I recently received an email from a friend asking about the origin of the street names in the “W” section of Weathersfield.  In case you’re unfamiliar with the “W” section, this is the earliest part of the Weathersfield development and is on the southwest corner of Schaumburg and Springinsguth Roads. 

Some of the street names there include:  Winthrop, Westover, Wedgewood, Warwick, etc.  It’s rather curious that they all begin with “W” but, because this is the original part of the construction, much care would have been taken with the naming of the streets.  We can assume it was a very intentional part of their plan.

The Weathersfield development was begun in 1959 by Alfred Campanelli who was from Massachusetts.  With so much potential land to use and, with the intent of building a large development, naming of the streets would have been given great consideration.    In a sense, the Campanellis were immigrants moving to a new place and, as so often happens when people venture forth, they bring the names of the old, familiar places with them.  As a result, the names in that “W” section are all locales from the East Coast.

We have other names in the Weathersfield development like Brockton, Concord, Kingston, Duxbury, Dedham, Hingham, Plymouth, Hingham, Salem and Cambridge that are town names right out of the Northeast.  In fact, should we assume that the entire development was named for Weathersfield, VT?

A number of the street names can be attributed to some of the East Coast prep schools like Princeton, Dartmouth, Yale, Radcliffe and Groton.  Others like Revere, Carver and Standish are clearly historical figures from early American history.   And, then, there are the personal names like Leila, Charlene, Patricia, Jeffrey, Williams, Andrew and Victoria.  It is possible they are the names of family members or associates.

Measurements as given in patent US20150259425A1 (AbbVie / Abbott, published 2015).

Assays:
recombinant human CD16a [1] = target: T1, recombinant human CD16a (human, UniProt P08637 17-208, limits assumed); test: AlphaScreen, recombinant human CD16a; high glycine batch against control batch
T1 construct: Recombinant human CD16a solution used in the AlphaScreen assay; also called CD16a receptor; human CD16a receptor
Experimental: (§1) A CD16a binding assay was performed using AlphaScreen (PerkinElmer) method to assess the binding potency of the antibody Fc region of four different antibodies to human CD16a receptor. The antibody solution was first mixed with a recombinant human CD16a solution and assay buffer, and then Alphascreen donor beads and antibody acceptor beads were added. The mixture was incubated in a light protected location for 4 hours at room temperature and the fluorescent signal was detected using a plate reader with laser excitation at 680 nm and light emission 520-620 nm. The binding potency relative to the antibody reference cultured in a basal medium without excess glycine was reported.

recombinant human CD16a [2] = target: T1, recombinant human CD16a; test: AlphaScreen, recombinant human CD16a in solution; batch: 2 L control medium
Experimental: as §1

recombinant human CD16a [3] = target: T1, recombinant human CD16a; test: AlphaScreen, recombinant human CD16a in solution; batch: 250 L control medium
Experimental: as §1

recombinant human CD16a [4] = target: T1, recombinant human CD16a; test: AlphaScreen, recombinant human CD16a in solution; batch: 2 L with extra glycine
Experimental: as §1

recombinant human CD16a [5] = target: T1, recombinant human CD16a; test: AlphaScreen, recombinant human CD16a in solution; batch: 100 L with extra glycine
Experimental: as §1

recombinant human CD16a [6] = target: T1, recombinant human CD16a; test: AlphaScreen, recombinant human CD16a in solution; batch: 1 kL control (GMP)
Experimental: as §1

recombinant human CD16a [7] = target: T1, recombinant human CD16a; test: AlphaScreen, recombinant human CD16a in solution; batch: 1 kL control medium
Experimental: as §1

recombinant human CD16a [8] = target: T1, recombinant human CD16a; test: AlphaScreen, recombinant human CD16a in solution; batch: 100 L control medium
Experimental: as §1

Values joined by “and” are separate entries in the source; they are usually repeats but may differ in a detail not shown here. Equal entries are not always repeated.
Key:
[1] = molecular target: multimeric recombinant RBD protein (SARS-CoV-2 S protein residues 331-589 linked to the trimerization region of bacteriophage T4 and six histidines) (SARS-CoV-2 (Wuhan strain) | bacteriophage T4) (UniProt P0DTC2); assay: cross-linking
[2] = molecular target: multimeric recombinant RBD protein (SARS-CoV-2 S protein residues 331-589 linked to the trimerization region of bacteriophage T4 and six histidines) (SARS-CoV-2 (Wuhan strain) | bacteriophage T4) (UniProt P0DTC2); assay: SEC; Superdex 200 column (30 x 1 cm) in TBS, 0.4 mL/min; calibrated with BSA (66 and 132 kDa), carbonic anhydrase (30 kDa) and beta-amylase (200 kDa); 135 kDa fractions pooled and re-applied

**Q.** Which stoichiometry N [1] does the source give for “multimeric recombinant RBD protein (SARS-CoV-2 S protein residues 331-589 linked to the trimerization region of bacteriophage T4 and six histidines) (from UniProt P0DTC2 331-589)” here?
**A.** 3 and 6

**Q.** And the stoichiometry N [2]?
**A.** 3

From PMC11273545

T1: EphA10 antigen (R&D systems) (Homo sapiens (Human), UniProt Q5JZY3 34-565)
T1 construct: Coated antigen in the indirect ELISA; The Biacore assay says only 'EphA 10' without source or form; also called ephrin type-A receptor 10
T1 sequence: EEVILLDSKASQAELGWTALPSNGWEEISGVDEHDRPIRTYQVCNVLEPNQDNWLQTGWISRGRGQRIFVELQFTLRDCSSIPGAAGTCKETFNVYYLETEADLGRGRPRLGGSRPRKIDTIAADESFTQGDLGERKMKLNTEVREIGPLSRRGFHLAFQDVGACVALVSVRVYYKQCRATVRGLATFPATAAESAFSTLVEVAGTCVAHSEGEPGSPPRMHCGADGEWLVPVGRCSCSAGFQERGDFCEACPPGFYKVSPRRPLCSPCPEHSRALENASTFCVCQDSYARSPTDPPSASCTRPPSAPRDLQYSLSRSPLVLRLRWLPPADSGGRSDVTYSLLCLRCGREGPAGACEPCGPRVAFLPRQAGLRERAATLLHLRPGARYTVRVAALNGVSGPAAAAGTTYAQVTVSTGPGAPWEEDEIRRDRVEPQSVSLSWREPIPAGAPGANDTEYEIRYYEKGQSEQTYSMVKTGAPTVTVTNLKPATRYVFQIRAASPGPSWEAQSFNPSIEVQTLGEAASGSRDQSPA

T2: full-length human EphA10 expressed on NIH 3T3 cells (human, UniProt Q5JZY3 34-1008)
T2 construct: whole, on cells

If you are an original Weathersfield owner or are familiar with the reason behind the naming of one or some of the streets, it would be welcome information to add to this posting.  After all, you have to wonder how Capri, Coral and Clover fit into that New England frame of mind, don’t you? 

 My thanks to B. Lane for her invaluable assistance with this posting.



  1. Dan Says:

    Is it known what street is on the cover of the Campanelli brochure pictured above?

    I would love to see some more pictures of Campanelli homes from when they were first built.

    • jrozek Says:

      I’m afraid it is not known which Weathersfield street that is.

      I, too, would love to see more photos of Campanellis homes. Our library’s Local History Digital Archive has a total of two! To view them, go to In the Search box, type in the word Braintree. The photos will come up.

      If you go to the beginning and Browse through the Photos, you can view a number of photos from four different Hoffman Estates subdivisions. The route to take is Browse Photos; Places; Residential Subdivisions-Hoffman Estates.